So you've got to cut a little more cost. And you get a little more marginalized. You cut a little bit more cost. And we watch these very powerful institutions quietly sunset themselves with about a one-degree decline every year, for decades.

How can companies reignite their growth engines? They have to self-fund. They have to extract resources from context to repurpose for core. They have to continue to meet revenue commitments, but do it with fewer resources. How do you do this? Standardize, modularize, optimize, and then outsource. In the 21st century, companies can no longer afford to be vertically integrated with all of their time, talent, and management attention allocated across all of the various functions equally.

If you allocate your resources based on your revenue makers, or margin makers, you're driving forward but looking through the rearview mirror. You're optimizing for what has been successful.

If you're like most companies, you base this year's budget on last year's budget. Thus, you've already institutionalized the resource allocation which means that you're funding context before core. So core gets the scraps after context has been at the trough first. But you really have to fund core before you fund context.

The context people will say, "We have to hit our revenue target, and if you cut that budget, we can't do it."

Unfortunately, the company needs to find someone who can hit the target. With today's economy there's no other choice.

The good news about mission-critical context is that it has inertia on its side. If you're big, and you're in an established category, established categories have inertia. So you ought to be able to take some productivity risks with your business without diminishing your top-line or bottom-line goals.

What happens to the workforce when you start using context to fund core? Most people cling to the task they've been successful at. Eventually, that task becomes mission-critical context, but they're the experts, so they stay with it. And then it starts to get sunsetted, and they stay with it. And then eventually it gets outsourced. And then they're in a bad spot, because they really have nothing else they know how to do. So they either have to go with the work to the outsourcer, or they just lose their jobs.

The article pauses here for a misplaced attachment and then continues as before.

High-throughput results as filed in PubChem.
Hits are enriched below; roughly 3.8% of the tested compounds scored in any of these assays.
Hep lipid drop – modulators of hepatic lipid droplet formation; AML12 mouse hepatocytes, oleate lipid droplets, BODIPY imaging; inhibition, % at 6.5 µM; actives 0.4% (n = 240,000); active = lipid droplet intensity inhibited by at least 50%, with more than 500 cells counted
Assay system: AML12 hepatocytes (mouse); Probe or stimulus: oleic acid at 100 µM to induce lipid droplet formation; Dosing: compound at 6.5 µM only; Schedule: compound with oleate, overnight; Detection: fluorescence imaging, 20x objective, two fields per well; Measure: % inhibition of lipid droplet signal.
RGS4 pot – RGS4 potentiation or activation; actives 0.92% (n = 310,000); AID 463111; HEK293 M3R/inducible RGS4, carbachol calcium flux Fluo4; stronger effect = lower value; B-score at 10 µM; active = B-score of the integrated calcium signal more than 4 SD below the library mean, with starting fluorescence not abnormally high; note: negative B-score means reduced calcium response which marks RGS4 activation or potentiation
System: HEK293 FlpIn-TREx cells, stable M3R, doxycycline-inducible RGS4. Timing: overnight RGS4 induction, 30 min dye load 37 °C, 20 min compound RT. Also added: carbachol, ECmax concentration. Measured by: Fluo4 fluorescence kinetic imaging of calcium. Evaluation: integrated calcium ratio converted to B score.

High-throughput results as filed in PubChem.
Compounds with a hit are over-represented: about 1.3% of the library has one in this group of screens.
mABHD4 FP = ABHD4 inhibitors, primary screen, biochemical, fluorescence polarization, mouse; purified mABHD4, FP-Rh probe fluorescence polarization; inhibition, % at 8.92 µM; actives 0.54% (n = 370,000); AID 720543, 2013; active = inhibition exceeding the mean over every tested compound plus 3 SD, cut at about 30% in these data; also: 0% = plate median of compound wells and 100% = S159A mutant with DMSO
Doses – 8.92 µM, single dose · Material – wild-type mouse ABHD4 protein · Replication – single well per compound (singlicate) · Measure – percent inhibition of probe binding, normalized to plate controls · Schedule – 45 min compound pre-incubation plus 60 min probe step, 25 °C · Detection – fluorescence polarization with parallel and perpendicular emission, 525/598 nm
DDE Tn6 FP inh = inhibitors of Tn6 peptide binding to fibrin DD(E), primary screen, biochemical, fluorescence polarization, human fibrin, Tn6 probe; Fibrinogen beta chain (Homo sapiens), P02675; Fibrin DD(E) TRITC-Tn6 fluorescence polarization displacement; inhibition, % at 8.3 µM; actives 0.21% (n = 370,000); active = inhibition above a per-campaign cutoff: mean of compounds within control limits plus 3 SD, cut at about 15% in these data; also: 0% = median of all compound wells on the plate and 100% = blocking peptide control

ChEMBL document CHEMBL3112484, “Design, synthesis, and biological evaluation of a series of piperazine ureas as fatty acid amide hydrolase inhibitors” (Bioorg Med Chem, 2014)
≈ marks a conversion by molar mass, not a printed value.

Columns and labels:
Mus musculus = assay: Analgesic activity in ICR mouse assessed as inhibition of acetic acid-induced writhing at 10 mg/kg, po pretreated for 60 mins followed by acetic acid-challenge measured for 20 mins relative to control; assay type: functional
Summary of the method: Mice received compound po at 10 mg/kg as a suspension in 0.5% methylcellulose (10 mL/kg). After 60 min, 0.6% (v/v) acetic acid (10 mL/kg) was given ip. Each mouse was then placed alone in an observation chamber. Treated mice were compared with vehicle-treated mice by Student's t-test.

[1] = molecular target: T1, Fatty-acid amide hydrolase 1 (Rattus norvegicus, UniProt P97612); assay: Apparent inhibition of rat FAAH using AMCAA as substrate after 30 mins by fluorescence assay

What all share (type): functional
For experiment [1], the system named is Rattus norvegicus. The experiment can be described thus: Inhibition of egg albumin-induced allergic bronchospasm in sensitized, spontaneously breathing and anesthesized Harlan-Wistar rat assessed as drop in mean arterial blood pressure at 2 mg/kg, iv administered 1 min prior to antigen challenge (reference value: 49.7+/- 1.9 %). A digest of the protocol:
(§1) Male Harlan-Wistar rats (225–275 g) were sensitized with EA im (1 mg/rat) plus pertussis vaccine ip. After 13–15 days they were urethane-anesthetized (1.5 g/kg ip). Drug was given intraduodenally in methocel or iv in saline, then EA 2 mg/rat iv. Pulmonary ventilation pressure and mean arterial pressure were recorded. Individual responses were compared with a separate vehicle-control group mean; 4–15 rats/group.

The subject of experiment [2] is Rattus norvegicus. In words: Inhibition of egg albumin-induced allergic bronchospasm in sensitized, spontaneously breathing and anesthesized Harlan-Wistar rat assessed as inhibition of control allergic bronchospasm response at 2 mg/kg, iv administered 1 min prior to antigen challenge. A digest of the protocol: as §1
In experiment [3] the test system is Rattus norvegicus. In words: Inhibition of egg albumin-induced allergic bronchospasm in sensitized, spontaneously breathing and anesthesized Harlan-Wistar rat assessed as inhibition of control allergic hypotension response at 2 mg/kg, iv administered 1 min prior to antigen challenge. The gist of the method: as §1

How can companies do it differently? There's a process model that overlays the evolution of any work. Every process has:
  • a gestation or invention period
  • a prolonged deployment period
  • an optimization period
All these tasks have to happen. But at too many companies, all the resources are getting stuck in mission-critical context. They think they've lost their inventors. They have not. They've lost their deployers. Or rather, they haven't lost them -- they're stuck on mission-critical context. But they need to shift to the next generation of core.

Meanwhile, optimizers are key to getting the work out of the hands of the deployers stuck in the deployment process, down to where it can eventually be outsourced. That frees the deployers to come back to core and begin deploying the next round of invention.

Who are the optimization people? They are all the Six Sigma monks. Six Sigma people shift roles all the time, going from group to group to group, bringing their quality-control capability with them. Deployers are program managers; when they finish one program they go do another program.

Human beings tend to gravitate toward one of these three zones. Companies need to identify their employees' relative interests and passions and skills at doing invention, deployment and optimization. Then they need to detach investment from the task. If leaders are moved, you can trust them to move the rest of the resources with them to make it happen. Getting a return on innovation requires discipline in moving ideas from core to context, and then reinvesting the profits -- and the people -- back into the next core.

Today companies tend to milk an employee's expertise and then throw away the employee. It's not fair to the employee. But if firms can continually invent, deploy and optimize, and think about their employees as part of that process, they can create better capitalist outcomes in a way that aligns with their workforce rather than betrays it. That way, they're preparing to survive in this increasingly Darwinian business world.